message, Gavin told us. It was from Owen. It said "tell
mom Im okay looking for a motel". This meant that he'd
heard Gavin tell him he had money in his account. He'd also
found a way to communicate with us that worked! I asked
Gavin to text message "where are you?" He answered "stewart
and third". I remembered the address of the Greyhound bus
station. It was 811 Stewart. I told Gavin to tell him he
was five blocks from the bus station and to keep walking up
Stewart. Owen text-messaged a few minutes later that he was
at 7th and Stewart and didn't see the bus station. "keep
going, Owen." Gavin text-messaged. "its between 8th and 9th.
call us when you get into the building". And Owen did. It
was now almost 6:30 p.m. While this was going on I was
again on the Internet checking bus schedules. There was one
more bus that night, the last one, leaving at 8:40 p.m. to
Eugene arriving at 4 a.m.

Once he was inside a building we could hear what he was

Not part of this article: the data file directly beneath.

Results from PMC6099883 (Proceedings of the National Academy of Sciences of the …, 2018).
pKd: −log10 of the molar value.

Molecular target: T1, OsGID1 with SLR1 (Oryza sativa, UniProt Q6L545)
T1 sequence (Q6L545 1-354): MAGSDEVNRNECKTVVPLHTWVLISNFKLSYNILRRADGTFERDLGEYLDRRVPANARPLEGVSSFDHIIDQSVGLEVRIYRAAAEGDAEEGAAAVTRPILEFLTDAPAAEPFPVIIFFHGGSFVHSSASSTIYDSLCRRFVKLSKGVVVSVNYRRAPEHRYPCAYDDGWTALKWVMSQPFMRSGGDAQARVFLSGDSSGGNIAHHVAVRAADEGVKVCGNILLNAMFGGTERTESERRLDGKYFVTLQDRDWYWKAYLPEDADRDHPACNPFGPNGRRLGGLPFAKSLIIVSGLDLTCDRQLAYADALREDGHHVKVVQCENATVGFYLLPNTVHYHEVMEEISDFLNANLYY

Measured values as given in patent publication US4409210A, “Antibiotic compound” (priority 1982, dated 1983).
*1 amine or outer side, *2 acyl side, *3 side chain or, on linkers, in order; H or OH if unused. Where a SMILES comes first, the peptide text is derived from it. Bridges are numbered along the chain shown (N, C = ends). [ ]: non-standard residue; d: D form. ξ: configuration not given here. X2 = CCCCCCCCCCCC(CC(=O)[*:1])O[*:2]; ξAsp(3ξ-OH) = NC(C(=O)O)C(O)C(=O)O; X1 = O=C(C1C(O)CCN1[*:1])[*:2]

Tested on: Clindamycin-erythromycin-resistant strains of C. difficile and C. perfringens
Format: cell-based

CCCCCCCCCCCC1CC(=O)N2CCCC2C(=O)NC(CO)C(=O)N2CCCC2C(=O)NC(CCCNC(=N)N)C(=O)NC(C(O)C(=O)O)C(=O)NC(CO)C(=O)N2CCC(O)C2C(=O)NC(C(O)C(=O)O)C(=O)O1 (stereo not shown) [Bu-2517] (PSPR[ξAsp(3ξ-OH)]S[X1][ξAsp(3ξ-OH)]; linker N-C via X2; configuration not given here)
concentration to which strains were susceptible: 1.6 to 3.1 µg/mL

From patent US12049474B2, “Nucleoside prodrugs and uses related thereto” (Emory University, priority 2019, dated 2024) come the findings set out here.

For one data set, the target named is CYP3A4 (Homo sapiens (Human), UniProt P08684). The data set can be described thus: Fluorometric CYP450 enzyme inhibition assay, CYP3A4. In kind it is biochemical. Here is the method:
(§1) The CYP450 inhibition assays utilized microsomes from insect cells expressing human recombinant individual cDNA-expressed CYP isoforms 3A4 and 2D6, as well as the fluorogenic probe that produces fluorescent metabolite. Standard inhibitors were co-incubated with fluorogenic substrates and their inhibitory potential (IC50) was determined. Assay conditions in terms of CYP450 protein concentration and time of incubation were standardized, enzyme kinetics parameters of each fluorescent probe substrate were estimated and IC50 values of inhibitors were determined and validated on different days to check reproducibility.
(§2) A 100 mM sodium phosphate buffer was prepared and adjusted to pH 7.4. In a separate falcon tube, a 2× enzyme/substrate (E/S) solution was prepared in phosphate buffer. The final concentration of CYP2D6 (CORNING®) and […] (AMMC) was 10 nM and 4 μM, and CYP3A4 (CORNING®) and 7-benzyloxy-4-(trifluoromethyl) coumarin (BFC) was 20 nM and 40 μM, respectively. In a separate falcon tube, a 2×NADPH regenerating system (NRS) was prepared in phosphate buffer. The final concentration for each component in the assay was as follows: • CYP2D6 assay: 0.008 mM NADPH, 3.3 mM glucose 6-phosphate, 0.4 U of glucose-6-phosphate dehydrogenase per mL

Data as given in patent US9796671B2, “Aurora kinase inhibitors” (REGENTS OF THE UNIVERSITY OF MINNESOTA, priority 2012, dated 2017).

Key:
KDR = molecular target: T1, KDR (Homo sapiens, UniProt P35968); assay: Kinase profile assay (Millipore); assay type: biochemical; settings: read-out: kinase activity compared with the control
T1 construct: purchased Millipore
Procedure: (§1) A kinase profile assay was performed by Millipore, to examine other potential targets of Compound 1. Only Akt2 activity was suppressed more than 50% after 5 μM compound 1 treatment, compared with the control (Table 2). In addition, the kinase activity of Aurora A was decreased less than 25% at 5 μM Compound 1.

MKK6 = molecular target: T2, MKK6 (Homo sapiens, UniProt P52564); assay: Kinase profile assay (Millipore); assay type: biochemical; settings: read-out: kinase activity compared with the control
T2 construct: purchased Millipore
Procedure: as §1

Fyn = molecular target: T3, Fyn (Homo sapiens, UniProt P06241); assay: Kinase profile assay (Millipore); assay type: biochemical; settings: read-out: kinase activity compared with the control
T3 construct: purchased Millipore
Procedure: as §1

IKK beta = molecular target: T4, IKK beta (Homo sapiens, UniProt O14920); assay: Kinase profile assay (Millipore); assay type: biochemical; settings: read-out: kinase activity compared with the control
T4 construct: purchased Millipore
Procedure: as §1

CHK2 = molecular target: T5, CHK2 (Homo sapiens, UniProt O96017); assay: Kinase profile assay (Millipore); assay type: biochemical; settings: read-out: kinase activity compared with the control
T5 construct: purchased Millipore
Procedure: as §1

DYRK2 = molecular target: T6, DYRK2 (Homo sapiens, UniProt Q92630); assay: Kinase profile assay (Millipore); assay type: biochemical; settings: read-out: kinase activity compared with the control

saying. Owen had been walking continuously now for more
than six hours. We told him to go to the ticket counter,
hand them his ticket, tell them he'd missed his bus earlier
in the day and wanted the 8:40 p.m bus to Eugene. There was
a small fee which he paid with his debit card and we told
him to stay in the bus station and not to leave for any
reason. At 8:40 p.m. he text-messaged Gavin "Im on the bus.
Have 1 hour layover in Portland. Arrive Eugene 3:50 a.m."
John and I were at the Eugene bus station right after the
Greyhound bus from Seattle pulled into the terminal and as
we got out of the van, we saw Owen step off the bus.

So Owen is home. He was exhausted and hungry. Less than a
half-hour after Pastor Ruth asked God to send a guardian
angel Owen thought of using text message to communicate with
us and he was only a few blocks from where he needed to be.
I couldn't sleep while waiting for 3 a.m. when we would
leave for Eugene. So I said a rosary in thanksgiving that
Owen was safe and would soon be home. And then I said a
second rosary, for all the lost children whose parents don't
know where they are. The ones who've run away, who've been
abducted, who've just disappeared without a trace. I got a
little taste of the fear and frustration and despair that
those parents must feel yesterday and I'm grateful, so
grateful, that my lost boy is home again.